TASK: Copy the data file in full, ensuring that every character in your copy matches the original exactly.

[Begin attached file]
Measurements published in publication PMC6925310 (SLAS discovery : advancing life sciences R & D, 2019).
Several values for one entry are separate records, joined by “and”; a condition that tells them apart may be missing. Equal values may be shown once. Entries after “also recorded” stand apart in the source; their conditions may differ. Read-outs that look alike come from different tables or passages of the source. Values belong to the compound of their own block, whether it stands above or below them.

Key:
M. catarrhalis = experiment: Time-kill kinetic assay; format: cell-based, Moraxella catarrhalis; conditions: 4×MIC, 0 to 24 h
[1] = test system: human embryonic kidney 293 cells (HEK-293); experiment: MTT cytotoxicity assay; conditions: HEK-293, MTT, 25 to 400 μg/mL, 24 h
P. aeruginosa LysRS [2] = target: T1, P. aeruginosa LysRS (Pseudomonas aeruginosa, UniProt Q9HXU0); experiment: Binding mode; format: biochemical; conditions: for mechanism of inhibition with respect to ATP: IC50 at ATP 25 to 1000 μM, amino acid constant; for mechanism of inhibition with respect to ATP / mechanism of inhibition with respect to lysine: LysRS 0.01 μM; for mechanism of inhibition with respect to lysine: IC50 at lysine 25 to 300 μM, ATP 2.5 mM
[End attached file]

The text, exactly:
Measurements published in publication PMC6925310 (SLAS discovery : advancing life sciences R & D, 2019).
Several values for one entry are separate records, joined by “and”; a condition that tells them apart may be missing. Equal values may be shown once. Entries after “also recorded” stand apart in the source; their conditions may differ. Read-outs that look alike come from different tables or passages of the source. Values belong to the compound of their own block, whether it stands above or below them.

Key:
M. catarrhalis = experiment: Time-kill kinetic assay; format: cell-based, Moraxella catarrhalis; conditions: 4×MIC, 0 to 24 h
[1] = test system: human embryonic kidney 293 cells (HEK-293); experiment: MTT cytotoxicity assay; conditions: HEK-293, MTT, 25 to 400 μg/mL, 24 h
P. aeruginosa LysRS [2] = target: T1, P. aeruginosa LysRS (Pseudomonas aeruginosa, UniProt Q9HXU0); experiment: Binding mode; format: biochemical; conditions: for mechanism of inhibition with respect to ATP: IC50 at ATP 25 to 1000 μM, amino acid constant; for mechanism of inhibition with respect to ATP / mechanism of inhibition with respect to lysine: LysRS 0.01 μM; for mechanism of inhibition with respect to lysine: IC50 at lysine 25 to 300 μM, ATP 2.5 mM